Sacha Baron Cohen’s latest shock comedy Bruno is a nasty, tired and pointless retread of the gifted comedian’s previous work.
Cohen’s reputation as a fearless entertainer is undeniable. Ever since Da Ali G Show, Cohen has displayed a talent for disregarding the taboos of modern society and pushing the limits of acceptable social behaviour, to the cheers of eager viewers who lap up the carnage left in his wake.
Bruno is not different, and therein is the problem: Once again we have Cohen in covert character inciting reactions from varied members of the public. Once again director Larry Charles is on hand to capture Cohen’s antics with his “guerrilla” style of filmmaking. And, once gain the viewer is expected to squirm and laugh at the absurdity of it all. The only problem is, Cohen and Charles have already blown their load with Borat; all that is present is sloppy seconds.
Bruno is the third and last original creation from Cohen’s famed Da Ali G Show. An openly gay and ultra flamboyant fashion host of Austria’s "Funkyzeit Mit Bruno", the iconic presenter is fired from the show after crashing Milan’s fashion week in a brilliantly executed and captured stunt.
On the outs in his native country, Bruno decides to take his dream of becoming “the biggest Austrian superstar since Hitler” to America. What follows is a long series of television sketches, glued together by a weak sub-plot involving the love story between Bruno and his infatuated assistant, Lutz (Gustaf Hammerstan).
At 83 min. Cohen and Charles spend no time getting into their shtick, as Hollywood celebs –from the minor to the major – are either confronted or exploited into participating in Cohen’s antics.
Through a Hollywood agent, Cohen manages to find work as an extra on television show Medium, disrupting each take to the chagrin of regular cast member Miguel Sandoval. Bruno then moves on to familiar territory as a host of an entertainment variety show, with first guest Paula Abdul urged to sit on Mexican labourers posing as furniture. Later a presentation of Bruno’s new show to a CBS executive hits a low point, with Cohen’s penis making its debut in full view, full screen, and full swing. How this film received a measly MA rating is stupefying.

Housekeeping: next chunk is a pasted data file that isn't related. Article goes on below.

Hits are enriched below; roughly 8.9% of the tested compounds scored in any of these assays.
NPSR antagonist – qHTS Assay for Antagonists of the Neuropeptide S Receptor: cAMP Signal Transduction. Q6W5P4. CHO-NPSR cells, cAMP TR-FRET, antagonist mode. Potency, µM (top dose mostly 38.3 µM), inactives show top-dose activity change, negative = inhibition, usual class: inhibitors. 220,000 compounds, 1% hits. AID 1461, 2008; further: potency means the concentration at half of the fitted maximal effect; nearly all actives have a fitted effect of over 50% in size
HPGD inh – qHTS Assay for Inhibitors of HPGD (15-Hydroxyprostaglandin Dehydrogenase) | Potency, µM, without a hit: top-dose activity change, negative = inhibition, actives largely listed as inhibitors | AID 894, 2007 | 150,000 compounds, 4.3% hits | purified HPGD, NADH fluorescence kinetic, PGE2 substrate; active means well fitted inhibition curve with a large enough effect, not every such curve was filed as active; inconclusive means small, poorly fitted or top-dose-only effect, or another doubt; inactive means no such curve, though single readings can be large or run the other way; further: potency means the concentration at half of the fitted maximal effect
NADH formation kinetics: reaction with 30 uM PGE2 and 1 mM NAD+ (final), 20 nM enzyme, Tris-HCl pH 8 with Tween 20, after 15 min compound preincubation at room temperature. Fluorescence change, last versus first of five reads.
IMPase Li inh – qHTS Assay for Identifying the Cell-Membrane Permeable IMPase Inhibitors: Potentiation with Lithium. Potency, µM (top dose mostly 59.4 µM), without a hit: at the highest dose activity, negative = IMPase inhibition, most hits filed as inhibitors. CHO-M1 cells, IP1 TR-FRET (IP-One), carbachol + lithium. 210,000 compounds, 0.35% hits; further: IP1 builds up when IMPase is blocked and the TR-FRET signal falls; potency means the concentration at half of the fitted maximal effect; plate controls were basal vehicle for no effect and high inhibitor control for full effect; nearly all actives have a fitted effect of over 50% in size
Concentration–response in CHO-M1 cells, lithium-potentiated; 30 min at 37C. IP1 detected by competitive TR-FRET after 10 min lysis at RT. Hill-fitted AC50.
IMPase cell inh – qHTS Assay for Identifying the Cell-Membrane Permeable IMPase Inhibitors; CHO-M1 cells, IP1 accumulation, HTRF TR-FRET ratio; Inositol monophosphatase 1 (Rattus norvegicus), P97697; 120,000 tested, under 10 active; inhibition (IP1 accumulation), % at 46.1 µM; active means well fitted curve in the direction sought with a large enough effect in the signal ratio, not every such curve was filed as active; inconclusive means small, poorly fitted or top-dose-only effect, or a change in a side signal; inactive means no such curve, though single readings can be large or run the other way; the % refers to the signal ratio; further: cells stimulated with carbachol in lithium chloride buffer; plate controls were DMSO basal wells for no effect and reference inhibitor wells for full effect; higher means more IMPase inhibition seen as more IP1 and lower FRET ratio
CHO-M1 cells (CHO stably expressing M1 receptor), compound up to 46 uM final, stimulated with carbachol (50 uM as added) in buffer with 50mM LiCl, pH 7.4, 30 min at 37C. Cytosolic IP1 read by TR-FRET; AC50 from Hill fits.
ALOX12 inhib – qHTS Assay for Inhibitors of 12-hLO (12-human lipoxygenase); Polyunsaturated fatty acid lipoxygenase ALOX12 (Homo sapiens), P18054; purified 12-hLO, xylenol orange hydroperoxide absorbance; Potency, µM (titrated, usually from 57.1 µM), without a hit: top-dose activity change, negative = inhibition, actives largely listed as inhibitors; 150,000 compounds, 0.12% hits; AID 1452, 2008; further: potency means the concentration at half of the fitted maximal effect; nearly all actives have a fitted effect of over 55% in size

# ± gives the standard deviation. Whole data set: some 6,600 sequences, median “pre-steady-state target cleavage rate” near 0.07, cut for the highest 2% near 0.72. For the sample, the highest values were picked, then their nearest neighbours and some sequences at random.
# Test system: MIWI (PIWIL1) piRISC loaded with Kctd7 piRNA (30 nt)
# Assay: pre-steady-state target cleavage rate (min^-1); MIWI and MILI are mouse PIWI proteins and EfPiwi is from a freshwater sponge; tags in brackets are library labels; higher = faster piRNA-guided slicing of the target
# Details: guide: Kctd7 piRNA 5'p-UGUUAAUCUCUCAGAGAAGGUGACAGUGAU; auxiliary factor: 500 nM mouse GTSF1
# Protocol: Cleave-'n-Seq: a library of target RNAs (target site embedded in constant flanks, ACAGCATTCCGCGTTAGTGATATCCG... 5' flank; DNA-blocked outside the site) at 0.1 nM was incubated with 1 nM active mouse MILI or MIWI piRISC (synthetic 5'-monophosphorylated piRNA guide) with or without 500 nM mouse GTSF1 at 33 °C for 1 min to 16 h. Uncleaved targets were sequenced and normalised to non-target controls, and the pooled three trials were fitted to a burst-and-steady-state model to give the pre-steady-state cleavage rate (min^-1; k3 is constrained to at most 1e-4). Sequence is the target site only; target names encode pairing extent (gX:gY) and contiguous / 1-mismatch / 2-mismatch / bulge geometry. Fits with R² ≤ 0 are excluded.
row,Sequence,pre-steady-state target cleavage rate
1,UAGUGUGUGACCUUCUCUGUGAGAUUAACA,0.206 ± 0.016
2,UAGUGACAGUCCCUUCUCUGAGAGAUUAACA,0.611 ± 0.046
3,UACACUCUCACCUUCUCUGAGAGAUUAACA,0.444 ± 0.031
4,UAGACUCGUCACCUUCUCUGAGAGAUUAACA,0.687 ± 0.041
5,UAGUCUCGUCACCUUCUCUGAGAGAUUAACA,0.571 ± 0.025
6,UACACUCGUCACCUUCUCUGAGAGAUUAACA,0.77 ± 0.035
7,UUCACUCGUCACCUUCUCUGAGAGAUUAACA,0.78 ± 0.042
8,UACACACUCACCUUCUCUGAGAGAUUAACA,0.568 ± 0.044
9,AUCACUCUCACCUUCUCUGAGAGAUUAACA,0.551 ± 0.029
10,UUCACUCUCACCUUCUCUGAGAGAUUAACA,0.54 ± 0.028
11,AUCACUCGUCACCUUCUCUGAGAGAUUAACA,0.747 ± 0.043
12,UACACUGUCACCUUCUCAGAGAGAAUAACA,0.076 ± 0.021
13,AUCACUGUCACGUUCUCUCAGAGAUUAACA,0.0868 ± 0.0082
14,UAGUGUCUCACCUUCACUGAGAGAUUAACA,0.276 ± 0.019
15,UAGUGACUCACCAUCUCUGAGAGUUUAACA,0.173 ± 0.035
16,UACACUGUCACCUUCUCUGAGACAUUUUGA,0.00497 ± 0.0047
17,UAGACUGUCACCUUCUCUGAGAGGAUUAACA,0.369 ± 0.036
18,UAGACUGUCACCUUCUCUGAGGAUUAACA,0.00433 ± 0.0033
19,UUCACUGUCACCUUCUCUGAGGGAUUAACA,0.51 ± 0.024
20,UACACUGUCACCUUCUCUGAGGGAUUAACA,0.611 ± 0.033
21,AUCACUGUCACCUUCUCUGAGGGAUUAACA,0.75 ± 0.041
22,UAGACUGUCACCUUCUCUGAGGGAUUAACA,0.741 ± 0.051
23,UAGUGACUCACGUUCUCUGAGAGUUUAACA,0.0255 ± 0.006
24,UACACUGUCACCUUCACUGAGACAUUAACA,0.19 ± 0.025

Soon the decadent turns into the surreal, as Cohen tries to entrap libertarian congressman Ron Paul in an amateur sex tape, and then treks to the middle east where he hopes to find fame by securing peace between the Israelis and Palestinian’s, confusing hummus for Hamas while doing so. The adoption of an African baby follows, with Bruno proclaiming to a shocked faux talk back TV audience that his little “gayby” is quite the dick magnet.
It is only when Bruno hits the conservative end of America does the film start to pick up a bit. How could it not be funny watching Cohen and his gimp approach members of the Westboro Baptist Church while dressed in full S&M garb? But moments like these are too few, too short, and too easy.
A major controversy surrounding Bruno is its depiction of homosexuality, and whether it promotes or criticizes homophobia. From this view it ends up doing neither, but it sure does have a go at attempting the later. Problem is, Cohen’s efforts to elicit homophobia –sneaking into a man’s tent at 3 in the morning while in the buff; coming on to an clearly disinterested man mid-coitus at a hetero swingers party – crosses a line and makes him look like quite the asshole.
And unlike Borat, not a very funny one at that.